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As is well known there are many different dialects in Japan. There are many examples where the vocabulary, the grammar and/or the pronunciation are different in different dialects. It recently occurred to me that the 読み of a 漢字 may be dependent on the dialect as well.

For example, I am wondering whether 赤い is always read as あかい regardless of the dialect, even though the pronunciation of あかい may be different in different dialects. To give another example, if 日本 appears in an article, is it always read as if にほん or にっぽん had been written there, or are there any chances that it would be interpreted as something else in terms of kanas based on dialects.

To reiterate, I am not asking about the differences in pronunciations between dialects, I am asking whether the way a 漢字 is interpreted in terms of kanas (that is how 読み is usually defined) can be different in different dialects. I would also like to exclude 名乗り読み and the names of places since those are a little bit too convoluted. I am also aware that the accents may be different in different dialects (the classsical example being various 漢字 read as はし), I am interested in differences beyond the accents. I have done a little preliminary research on the topic and it seems the answer is that the 読み are always the same (I may be using the wrong keywords though), but I would like to confirm this is indeed the case.

I would really appreciate it if anyone can confirm that it is indeed the case, or if it is not, provide a non-exhaustive list of cases where the 読み are different in different dialects.

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    海人 (うみんちゅ in Okinawa, あま elsewhere) came to my mind. This page and this page have several other examples, and there should be many more.
    – naruto
    Nov 23 '21 at 9:06
  • Thank you very much. They look really interesting. Would you mind writing an answer based on these? Nov 23 '21 at 9:10
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    関東煮 came to my mind. The last character is read as だき in Kansai, from the verb たく, rather than に from にる. This is due to a difference in vocabulary.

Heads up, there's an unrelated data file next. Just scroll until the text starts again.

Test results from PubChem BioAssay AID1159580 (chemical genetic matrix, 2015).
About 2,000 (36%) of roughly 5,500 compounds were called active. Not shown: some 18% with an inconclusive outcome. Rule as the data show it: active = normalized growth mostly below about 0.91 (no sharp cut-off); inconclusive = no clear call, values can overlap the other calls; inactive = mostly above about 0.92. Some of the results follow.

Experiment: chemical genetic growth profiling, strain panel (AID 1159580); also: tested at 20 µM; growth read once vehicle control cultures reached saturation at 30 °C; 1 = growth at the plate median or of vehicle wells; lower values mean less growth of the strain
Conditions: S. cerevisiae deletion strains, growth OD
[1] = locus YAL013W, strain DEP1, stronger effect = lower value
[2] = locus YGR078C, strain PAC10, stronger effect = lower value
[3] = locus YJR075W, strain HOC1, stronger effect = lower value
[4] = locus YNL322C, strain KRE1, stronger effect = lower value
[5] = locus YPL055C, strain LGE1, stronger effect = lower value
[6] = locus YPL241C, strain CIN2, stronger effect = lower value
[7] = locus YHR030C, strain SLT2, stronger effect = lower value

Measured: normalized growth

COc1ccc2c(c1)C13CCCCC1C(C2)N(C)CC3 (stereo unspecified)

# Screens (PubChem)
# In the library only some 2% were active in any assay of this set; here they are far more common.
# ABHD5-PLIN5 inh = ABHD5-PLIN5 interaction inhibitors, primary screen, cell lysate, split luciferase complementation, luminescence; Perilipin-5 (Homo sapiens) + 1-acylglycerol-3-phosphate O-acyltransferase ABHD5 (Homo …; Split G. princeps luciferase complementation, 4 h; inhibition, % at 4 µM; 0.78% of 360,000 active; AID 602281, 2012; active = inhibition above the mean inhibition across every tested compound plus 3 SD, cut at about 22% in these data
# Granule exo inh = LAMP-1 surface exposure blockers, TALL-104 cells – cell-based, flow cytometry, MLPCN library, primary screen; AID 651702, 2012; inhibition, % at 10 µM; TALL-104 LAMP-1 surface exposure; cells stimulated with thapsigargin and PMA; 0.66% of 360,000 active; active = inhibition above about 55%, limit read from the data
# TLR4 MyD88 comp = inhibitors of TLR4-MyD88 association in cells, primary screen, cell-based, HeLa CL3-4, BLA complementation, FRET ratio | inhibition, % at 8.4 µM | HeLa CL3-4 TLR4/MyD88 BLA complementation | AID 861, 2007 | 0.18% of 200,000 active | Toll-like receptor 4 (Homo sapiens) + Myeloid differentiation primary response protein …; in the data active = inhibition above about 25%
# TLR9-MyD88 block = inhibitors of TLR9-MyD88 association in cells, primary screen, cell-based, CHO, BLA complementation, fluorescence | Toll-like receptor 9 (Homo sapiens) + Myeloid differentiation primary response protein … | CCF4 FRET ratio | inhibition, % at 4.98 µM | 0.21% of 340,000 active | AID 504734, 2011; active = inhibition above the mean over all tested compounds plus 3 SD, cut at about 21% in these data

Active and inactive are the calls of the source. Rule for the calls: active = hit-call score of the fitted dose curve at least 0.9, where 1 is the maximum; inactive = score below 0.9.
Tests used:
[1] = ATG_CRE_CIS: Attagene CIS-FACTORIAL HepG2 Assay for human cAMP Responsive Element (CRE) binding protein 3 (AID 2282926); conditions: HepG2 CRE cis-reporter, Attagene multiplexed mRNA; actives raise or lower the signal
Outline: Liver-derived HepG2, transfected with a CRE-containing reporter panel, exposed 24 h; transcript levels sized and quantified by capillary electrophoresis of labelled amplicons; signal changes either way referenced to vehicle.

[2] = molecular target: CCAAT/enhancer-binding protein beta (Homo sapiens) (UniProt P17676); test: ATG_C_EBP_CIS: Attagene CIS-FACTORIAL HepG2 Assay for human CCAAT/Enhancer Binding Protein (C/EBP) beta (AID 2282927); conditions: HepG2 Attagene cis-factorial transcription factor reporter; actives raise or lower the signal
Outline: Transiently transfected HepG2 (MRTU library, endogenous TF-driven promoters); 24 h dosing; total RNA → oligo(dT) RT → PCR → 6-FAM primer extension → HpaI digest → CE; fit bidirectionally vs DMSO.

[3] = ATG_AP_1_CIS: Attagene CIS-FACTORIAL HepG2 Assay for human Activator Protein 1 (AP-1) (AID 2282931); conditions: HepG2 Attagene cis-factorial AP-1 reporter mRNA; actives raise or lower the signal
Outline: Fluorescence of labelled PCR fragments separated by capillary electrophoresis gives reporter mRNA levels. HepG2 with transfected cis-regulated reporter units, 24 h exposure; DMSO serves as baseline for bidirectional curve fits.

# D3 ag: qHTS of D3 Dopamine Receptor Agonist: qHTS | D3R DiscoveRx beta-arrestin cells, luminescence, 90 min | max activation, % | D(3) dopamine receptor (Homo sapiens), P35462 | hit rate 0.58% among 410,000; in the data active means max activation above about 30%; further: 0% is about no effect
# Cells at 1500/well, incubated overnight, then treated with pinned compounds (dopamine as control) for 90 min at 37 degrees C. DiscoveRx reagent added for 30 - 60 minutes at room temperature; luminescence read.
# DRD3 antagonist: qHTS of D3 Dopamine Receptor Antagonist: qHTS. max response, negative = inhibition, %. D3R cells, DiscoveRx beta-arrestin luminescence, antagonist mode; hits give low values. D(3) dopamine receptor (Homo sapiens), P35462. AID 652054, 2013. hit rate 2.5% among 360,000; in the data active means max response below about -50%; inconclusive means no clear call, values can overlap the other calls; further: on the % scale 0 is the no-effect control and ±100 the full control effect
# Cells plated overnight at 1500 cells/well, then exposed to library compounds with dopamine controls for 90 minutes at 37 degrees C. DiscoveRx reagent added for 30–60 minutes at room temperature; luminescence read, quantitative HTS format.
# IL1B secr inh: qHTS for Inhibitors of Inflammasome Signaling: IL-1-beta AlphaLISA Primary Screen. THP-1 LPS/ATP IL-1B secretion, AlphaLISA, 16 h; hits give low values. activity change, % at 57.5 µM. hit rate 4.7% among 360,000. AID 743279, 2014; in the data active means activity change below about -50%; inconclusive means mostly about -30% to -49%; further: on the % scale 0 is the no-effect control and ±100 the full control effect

– aguijonazo
    Nov 23 '21 at 9:16
  • Thank you very much. That is interesting to know. I didn't know much about 海人 but 明明後日 in naruto's comment and 関東煮 seem to be words that are quite commonly used. Nov 23 '21 at 9:21
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    I think the name 関東煮 is used only in Kansai, though. Definitely not in Kanto...
    – aguijonazo
    Nov 23 '21 at 9:25
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It's up to the author whether to write a certain dialectal word in kana or in kanji with furigana. For example, there are many words for snail in Japanese, most of which are typically written in kana but have also been assigned to the kanji 蝸牛 as jukujikun. You can read this page to see various furigana have been actually put on top of 蝸牛 by novelists from various parts of Japan (蝸牛【かぎゅう】, 蝸牛【かたつむり】, 蝸牛【でんでんむし】, 蝸牛【なめくずら】, 蝸牛【まいまいつぶろ】...). Therefore, it is only natural to me that different dialects can have different ways of reading a kanji word.

Now you may ask: Would an average speaker of modern standard Japanese ever intentionally change the reading of a certain kanji word because a certain dialect is being used? Aside from proper nouns, I don't think there are many such examples, but one example would be 海人; the ordinary reading of this is あま, but even Tokyoites may read it as うみんちゅ when they know the context is related to Okinawa.

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  • I think your reasoning that the different dialects can have different ways of reading based on the 蝸牛 example makes much sense to me. The "now you may ask" part is also great. It is actually one of the questions I intend to ask. Thank you very much for your great comment and answer. Nov 23 '21 at 10:26

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